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Huawei uses AI-powered smartphone to autonomously drive a car

Huawei has become the first mobile device manufacturer in the world to use an AI-powered smartphone to drive a car. 

The ‘RoadReader’ project pushes the boundaries of Huawei’s object recognition technology and puts the learning capabilities, speed and performance of its AI-powered devices to the test. 

Unlike other driverless cars, which simply detect obstacles, Huawei has transformed a Porsche Panamera into a driverless vehicle that doesn’t just see, but crucially, understands its surroundings. 

This means that can it can distinguish between thousands of different objects including a cat and a dog, a ball or a bike, and learn to take the most appropriate course of action.

Huawei’s ‘RoadReader’ project is taking advantage of the AI capabilities already in the Huawei Mate 10 Pro. 

The device uses AI to automatically recognise objects like cats, dogs, food, and other objects, to help people take pictures.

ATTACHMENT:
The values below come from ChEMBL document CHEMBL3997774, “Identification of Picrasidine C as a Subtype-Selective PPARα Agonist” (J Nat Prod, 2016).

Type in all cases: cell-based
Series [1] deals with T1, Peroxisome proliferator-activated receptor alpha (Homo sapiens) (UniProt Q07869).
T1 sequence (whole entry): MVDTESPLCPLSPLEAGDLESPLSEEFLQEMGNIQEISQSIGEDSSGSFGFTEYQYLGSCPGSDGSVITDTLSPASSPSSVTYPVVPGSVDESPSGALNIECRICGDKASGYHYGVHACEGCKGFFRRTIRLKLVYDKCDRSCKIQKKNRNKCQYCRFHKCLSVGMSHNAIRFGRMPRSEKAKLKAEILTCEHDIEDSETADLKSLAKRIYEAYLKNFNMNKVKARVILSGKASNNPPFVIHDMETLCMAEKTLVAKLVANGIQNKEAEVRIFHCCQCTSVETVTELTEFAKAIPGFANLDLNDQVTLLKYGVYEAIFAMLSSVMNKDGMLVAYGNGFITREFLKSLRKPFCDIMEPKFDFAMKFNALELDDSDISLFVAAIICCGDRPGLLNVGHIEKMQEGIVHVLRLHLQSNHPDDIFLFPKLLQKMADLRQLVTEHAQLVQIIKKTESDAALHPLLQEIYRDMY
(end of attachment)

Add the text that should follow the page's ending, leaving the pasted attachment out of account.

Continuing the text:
Most autonomous cars currently being developed rely on the computing power of purpose-built chips developed by third-party technology providers. 

However, as part of its ongoing mission to make the impossible possible, Huawei has used technology already available in its smartphones, demonstrating its superior functionality and ability to stand up to even the most advanced technology developed for use in self-driving cars. 

Huawei NZ marketing manager Louie Hu says, “Huawei is committed to making advances in Artificial Intelligence technology within our smartphones, and the Mate 10’s AI-powered Kirin 970 chip is outstanding at object recognition. 

“We wanted to see if we could push this technology further by teaching it to not only drive a car, but to use its AI capabilities to see certain objects, and avoid them.”  

“After achieving this in just five weeks, we are so excited about the possibilities for our future technology.”

Huawei will be showcasing the RoadReader project and the vehicle’s capabilities at a two-day event at Mobile World Congress in Barcelona (MWC). 

Delegates will be invited to test ‘drive’ the car themselves, teaching it to identify and manoeuvre around certain objects.

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